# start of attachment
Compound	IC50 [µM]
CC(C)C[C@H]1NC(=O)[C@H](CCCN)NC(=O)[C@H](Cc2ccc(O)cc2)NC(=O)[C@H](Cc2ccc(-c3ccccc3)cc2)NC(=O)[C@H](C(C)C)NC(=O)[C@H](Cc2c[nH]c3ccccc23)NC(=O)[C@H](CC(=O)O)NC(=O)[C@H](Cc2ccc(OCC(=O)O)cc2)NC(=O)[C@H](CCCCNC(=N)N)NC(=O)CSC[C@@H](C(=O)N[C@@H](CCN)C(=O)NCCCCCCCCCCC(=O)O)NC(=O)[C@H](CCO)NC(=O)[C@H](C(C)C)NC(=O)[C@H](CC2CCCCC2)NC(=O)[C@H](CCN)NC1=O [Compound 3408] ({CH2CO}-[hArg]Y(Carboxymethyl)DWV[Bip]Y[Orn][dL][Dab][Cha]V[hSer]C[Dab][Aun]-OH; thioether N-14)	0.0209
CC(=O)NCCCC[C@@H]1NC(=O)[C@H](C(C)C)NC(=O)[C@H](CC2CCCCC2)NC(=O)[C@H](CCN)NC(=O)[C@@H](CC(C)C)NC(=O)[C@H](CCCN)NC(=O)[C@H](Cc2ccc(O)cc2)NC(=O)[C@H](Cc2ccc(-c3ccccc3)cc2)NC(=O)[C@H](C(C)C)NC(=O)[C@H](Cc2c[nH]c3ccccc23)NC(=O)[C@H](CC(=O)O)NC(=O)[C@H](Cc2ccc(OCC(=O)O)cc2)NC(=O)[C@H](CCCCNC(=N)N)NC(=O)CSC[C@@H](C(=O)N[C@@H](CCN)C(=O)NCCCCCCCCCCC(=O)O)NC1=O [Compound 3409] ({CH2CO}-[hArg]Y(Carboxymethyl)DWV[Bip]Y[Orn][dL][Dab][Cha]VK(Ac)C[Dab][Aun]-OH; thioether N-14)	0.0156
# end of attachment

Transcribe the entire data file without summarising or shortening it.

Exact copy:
Compound	IC50 [µM]
CC(C)C[C@H]1NC(=O)[C@H](CCCN)NC(=O)[C@H](Cc2ccc(O)cc2)NC(=O)[C@H](Cc2ccc(-c3ccccc3)cc2)NC(=O)[C@H](C(C)C)NC(=O)[C@H](Cc2c[nH]c3ccccc23)NC(=O)[C@H](CC(=O)O)NC(=O)[C@H](Cc2ccc(OCC(=O)O)cc2)NC(=O)[C@H](CCCCNC(=N)N)NC(=O)CSC[C@@H](C(=O)N[C@@H](CCN)C(=O)NCCCCCCCCCCC(=O)O)NC(=O)[C@H](CCO)NC(=O)[C@H](C(C)C)NC(=O)[C@H](CC2CCCCC2)NC(=O)[C@H](CCN)NC1=O [Compound 3408] ({CH2CO}-[hArg]Y(Carboxymethyl)DWV[Bip]Y[Orn][dL][Dab][Cha]V[hSer]C[Dab][Aun]-OH; thioether N-14)	0.0209
CC(=O)NCCCC[C@@H]1NC(=O)[C@H](C(C)C)NC(=O)[C@H](CC2CCCCC2)NC(=O)[C@H](CCN)NC(=O)[C@@H](CC(C)C)NC(=O)[C@H](CCCN)NC(=O)[C@H](Cc2ccc(O)cc2)NC(=O)[C@H](Cc2ccc(-c3ccccc3)cc2)NC(=O)[C@H](C(C)C)NC(=O)[C@H](Cc2c[nH]c3ccccc23)NC(=O)[C@H](CC(=O)O)NC(=O)[C@H](Cc2ccc(OCC(=O)O)cc2)NC(=O)[C@H](CCCCNC(=N)N)NC(=O)CSC[C@@H](C(=O)N[C@@H](CCN)C(=O)NCCCCCCCCCCC(=O)O)NC1=O [Compound 3409] ({CH2CO}-[hArg]Y(Carboxymethyl)DWV[Bip]Y[Orn][dL][Dab][Cha]VK(Ac)C[Dab][Aun]-OH; thioether N-14)	0.0156